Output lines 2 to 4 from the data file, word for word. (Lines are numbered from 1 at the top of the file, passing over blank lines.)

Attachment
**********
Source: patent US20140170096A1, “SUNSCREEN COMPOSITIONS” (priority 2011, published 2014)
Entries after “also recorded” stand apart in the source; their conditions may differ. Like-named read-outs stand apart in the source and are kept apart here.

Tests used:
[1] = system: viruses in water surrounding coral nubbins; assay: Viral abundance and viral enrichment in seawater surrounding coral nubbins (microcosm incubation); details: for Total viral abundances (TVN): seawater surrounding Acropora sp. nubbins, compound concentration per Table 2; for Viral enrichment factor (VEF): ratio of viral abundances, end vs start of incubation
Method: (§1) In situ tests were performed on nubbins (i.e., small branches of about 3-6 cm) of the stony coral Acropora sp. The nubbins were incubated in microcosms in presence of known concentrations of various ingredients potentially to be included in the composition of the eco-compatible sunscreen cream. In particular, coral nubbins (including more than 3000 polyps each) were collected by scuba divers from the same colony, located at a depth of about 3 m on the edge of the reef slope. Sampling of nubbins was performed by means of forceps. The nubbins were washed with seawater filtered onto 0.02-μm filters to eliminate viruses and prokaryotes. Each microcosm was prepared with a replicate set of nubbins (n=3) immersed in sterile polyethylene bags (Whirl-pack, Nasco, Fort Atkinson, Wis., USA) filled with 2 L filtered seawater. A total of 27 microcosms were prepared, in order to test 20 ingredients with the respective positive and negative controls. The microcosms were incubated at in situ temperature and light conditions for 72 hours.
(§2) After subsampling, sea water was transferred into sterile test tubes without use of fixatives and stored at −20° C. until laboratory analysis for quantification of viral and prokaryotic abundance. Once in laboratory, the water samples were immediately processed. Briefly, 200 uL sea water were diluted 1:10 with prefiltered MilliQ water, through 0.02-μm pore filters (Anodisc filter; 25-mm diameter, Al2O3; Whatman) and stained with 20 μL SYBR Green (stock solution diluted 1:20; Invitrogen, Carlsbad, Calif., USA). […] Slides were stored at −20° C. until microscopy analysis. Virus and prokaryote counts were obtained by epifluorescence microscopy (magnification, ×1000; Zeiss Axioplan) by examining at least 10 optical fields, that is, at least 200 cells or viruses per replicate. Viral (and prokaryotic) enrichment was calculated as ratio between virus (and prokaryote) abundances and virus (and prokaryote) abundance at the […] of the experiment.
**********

Entries after “also recorded” stand apart in the source; their conditions may differ. Like-named read-outs stand apart in the source and are kept apart here.

Tests used:
[1] = system: viruses in water surrounding coral nubbins; assay: Viral abundance and viral enrichment in seawater surrounding coral nubbins (microcosm incubation); details: for Total viral abundances (TVN): seawater surrounding Acropora sp. nubbins, compound concentration per Table 2; for Viral enrichment factor (VEF): ratio of viral abundances, end vs start of incubation